Sunday’s American League Division Series Game 3 between the Boston Red Sox and Cleveland Indians at Fenway Park was postponed because of heavy rain in Boston, so the teams will meet Monday night with the first pitch scheduled for 6:08 p.m. ET. Now, the Red Sox and Indians know which team awaits them in the American League Championship Series—the Toronto Blue Jays.

Toronto completed its sweep of the top-seeded Texas Rangers after taking Game 3 in 10 innings. The Jays walked off, ironically, after a throwing error on the back end of a potential double play by Rangers second baseman Rougned Odor. Yes, the same guy who clocked Jose Bautista in the face back in May. It was Toronto that got the last laugh, and now the Blue Jays have some time to wait for the Red Sox and Indians to wrap up their series. 

In Game 2 between Boston and Cleveland on Friday afternoon, Indians starting pitcher Corey Kluber blanked the Red Sox for seven innings, and the Tribe would go on to secure the victory by a score of 6-0. As has been the case in his career, David Price came up small in the postseason again in Game 2, giving up five earned runs over just 3.1 innings of work. 

Now, fighting for their season, the Red Sox will have to repeat the daunting task they performed back in 1999—win three straight games in a division series to climb out of an 0-2 hole and topple the Indians. Counting the Red Sox out, however, would be foolish. We vividly remember the astonishing comeback they mounted in the 2004 ALCS. 

Monday night, Boston will turn to Clay Buchholz to try to salvage its season. Cleveland plans to counter with Josh Tomlin as it tries to bury the Red Sox before they can begin to generate any semblance of momentum in this series.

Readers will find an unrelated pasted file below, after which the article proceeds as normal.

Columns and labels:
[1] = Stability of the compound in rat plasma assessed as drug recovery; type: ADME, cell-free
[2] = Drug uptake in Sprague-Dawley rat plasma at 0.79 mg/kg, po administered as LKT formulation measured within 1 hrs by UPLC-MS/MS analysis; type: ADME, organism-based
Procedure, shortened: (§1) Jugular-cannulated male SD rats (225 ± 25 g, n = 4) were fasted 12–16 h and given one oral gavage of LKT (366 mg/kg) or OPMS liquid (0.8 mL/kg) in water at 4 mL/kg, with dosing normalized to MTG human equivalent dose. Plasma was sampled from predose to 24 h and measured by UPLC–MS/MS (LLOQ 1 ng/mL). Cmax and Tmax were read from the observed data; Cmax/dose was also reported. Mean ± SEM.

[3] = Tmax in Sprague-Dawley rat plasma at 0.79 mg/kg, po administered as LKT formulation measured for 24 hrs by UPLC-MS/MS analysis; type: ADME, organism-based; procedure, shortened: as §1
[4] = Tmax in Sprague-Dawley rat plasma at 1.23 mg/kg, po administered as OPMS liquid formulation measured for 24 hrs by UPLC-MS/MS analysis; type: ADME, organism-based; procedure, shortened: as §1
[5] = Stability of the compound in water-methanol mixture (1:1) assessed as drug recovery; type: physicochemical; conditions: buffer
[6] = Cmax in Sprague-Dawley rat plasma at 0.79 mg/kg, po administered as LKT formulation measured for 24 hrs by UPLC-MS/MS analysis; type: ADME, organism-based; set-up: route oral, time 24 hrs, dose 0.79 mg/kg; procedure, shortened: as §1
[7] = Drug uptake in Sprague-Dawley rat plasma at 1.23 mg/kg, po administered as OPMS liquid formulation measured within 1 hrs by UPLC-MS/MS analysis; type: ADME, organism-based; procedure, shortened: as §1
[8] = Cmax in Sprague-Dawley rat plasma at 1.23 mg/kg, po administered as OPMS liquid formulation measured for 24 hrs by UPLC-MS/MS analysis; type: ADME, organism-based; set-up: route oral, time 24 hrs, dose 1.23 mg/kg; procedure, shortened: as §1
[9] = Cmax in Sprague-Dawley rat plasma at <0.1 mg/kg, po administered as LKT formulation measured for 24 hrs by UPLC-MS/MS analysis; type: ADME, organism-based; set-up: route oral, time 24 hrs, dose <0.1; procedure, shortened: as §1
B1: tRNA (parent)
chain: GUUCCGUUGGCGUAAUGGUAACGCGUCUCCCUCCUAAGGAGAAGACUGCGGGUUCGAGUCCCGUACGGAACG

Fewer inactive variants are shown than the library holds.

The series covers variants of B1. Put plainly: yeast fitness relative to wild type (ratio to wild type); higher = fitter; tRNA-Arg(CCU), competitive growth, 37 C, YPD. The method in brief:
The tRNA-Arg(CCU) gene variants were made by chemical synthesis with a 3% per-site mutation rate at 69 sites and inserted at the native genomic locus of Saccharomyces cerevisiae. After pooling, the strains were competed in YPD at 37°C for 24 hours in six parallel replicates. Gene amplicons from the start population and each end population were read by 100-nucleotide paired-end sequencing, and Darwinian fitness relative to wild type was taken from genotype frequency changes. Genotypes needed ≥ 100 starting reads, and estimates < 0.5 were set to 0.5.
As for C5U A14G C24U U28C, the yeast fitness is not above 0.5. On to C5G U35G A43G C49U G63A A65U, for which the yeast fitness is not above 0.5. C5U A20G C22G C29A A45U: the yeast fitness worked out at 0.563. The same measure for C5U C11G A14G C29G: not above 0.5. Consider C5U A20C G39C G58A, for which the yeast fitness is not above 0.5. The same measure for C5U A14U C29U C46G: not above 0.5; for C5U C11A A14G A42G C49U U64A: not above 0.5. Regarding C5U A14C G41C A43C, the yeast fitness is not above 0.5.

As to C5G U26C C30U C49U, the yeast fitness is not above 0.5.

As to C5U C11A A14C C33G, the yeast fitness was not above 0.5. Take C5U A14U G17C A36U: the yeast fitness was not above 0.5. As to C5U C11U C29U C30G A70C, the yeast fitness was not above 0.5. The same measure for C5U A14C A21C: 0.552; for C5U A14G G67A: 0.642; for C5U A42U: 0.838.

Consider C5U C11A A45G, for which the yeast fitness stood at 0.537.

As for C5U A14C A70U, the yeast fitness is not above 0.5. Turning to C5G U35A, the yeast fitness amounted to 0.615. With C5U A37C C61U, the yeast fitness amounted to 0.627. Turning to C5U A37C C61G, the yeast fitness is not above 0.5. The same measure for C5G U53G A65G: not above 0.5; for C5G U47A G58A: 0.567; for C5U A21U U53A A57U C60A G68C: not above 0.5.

The keys for the Red Sox lie with the rejuvenation of the newly dormant Boston offense and with Buchholz.

What else is there to say about the Red Sox’s batting performance? The lineup that terrorized baseball from April to September has vanished, and although it might be painfully obvious, Boston’s game plan all year was to run up the score, not win close contests with superb starting pitching and strong relief. The bats are what led the team to outscore its opponents by 184 runs, by far the largest margin of any team in the American League. 

To help put that in perspective, the Texas Rangers, who won 95 games and claimed the top seed in the American League playoffs, scored only eight more runs than the opposition in 2016. 

Although Boston trots out one of the deepest lineups in all of baseball, its best chance to hang some numbers other than zero on Fenway’s manual scoreboard comes from the guys at the top and in the middle of its lineup. And while manager John Farrell will gladly take runs at any time during the game at this point in the series, the Red Sox need to pounce on the Indians early in Game 3, or they run the risk of facing Cleveland’s rested bullpen with a run gap to close. 

As for where the production will come from, the pressure is on Mookie Betts, twilight-of-his-career David Ortiz and Hanley Ramirez. Those guys hit third, fourth and fifth in Game 2, going a combined 1-for-11 with a walk. Another performance resembling Friday’s from those three guys—of all of whom hit at least 30 home runs in the regular season—could very well result in a depressing sweep. 

The other key for Boston is a strong performance from Buchholz, the 32-year-old who has never won a playoff game and pitched to a poor 4.78 ERA in 21 starts this year. Although the numbers aren’t great, Buchholz finished the season by going 4-0 with a 2.92 ERA in his final eight starts.

Against the Indians, Buchholz must keep runners off the basepaths, especially by not issuing walks. Buchholz’s WHIP in 2016 was a subpar 1.33, and if he allows runners into scoring position on Monday, Cleveland has guys capable of coming up with timely hits.